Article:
At the top of the order he scored runs in four consecutive games. He’s gotten some big hits out of the leadoff spot. He breaks up the three lefties that Fredi Gonzalez is worried about if you hit Tommy La Stella first or go back to Jason Heyward first. That’s No. 1.

No. 2, I think Fredi likes the idea of Jason Heyward protecting Justin Upton and hitting back behind Freddie Freeman. A lot of the Braves believe that Jason Heyward is and is going to be a better run-producer than he was as a leadoff guy and that’s what’s so exciting.

If you look at the ball club a couple of years down the road, if everything goes according to plan, Jose Peraza is going to be this team’s leadoff guy. He was just promoted to Double-A. He’s a second baseman — a converted shortstop — he can hit, he can hit for average, he can run and he’s a plus-defender.

For what this team has needed — 29 different leadoff guys since Rafael Furcal left the ball club — they’ve been looking for something at the top of the order. They don’t need guys to hit home runs leading off; they just need them to get on.

If B.J. can get on base, he can steal a base, he can go from first to third. That then forces Simmons or La Stella to hit behind the runner and Simmons, when he hits the ball to right field, is a much better hitter. If he’s capable of doing that then you have two guys on for Freddie Freeman and we know how hot Freddie has been.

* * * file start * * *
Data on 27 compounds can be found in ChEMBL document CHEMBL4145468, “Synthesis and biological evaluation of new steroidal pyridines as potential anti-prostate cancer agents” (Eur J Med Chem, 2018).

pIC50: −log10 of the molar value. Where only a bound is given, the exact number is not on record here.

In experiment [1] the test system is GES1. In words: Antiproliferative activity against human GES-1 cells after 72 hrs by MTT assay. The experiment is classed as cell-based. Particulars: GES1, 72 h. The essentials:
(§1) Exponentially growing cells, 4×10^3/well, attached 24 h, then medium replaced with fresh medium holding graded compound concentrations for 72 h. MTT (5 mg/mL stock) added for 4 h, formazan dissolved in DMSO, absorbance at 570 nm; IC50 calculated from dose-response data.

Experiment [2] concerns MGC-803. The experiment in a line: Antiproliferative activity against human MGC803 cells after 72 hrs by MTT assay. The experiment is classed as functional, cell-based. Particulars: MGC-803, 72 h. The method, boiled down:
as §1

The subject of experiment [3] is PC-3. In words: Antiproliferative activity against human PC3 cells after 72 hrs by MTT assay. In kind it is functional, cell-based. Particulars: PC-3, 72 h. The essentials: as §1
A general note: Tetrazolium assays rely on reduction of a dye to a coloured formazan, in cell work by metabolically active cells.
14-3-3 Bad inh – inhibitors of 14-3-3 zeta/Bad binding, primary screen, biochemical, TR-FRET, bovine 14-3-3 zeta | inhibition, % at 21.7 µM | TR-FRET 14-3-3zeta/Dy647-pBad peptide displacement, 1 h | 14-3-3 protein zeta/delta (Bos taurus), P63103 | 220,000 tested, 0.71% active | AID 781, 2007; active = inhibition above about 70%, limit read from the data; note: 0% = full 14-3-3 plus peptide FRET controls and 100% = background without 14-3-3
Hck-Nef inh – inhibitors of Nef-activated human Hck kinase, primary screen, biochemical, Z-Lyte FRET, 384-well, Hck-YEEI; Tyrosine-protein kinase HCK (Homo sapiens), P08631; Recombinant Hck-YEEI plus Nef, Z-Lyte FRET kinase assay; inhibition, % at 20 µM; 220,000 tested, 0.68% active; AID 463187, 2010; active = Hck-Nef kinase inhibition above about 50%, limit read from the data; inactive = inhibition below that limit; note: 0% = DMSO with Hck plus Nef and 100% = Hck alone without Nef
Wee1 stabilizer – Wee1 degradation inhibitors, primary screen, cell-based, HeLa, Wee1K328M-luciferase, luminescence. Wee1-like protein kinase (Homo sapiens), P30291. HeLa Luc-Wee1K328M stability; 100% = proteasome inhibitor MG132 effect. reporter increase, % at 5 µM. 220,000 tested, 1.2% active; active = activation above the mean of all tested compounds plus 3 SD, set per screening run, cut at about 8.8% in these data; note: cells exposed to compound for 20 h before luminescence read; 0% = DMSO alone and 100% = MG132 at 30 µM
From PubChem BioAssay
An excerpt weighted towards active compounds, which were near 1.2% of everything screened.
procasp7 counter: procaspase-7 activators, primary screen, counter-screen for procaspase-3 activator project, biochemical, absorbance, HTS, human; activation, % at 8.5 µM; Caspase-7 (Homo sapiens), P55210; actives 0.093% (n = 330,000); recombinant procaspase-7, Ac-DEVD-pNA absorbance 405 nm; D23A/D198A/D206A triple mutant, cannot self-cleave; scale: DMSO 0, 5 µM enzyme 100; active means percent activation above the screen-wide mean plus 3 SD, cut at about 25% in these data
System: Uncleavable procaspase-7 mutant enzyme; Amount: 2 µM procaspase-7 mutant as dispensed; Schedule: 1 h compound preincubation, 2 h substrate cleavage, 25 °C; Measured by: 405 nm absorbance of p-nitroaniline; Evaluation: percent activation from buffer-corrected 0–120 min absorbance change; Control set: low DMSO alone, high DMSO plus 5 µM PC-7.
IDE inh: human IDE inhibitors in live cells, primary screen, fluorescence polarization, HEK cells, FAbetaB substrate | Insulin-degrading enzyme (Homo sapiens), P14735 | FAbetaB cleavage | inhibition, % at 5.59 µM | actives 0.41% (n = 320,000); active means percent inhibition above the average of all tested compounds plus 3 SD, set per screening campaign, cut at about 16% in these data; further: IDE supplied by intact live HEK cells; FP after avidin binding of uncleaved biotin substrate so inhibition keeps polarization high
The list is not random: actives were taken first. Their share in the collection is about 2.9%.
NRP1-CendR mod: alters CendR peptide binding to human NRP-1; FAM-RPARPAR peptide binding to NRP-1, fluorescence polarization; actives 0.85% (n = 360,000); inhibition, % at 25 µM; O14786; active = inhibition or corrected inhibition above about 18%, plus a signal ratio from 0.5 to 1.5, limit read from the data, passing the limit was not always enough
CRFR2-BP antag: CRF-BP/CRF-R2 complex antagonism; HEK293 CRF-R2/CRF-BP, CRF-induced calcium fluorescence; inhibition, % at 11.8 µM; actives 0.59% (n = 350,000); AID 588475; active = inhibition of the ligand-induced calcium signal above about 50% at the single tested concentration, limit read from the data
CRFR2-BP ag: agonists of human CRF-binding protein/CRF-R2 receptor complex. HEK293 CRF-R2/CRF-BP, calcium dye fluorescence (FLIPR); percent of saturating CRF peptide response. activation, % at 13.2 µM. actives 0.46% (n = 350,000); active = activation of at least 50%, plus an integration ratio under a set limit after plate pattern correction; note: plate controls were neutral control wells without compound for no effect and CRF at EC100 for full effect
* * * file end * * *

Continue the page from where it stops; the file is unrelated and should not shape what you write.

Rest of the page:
The experimentation, if you will, with the lineup, the shuffling of the lineup — sometimes it takes time to find the right combination of guys that can do some things. I think it’s given Fredi a lot more flexibility, a lot more offensive weapons and cards to play with that he didn’t have in the first part of the season.

Subtle things like that may add up to big things for the Braves and hopefully they will in this final home stand before the break.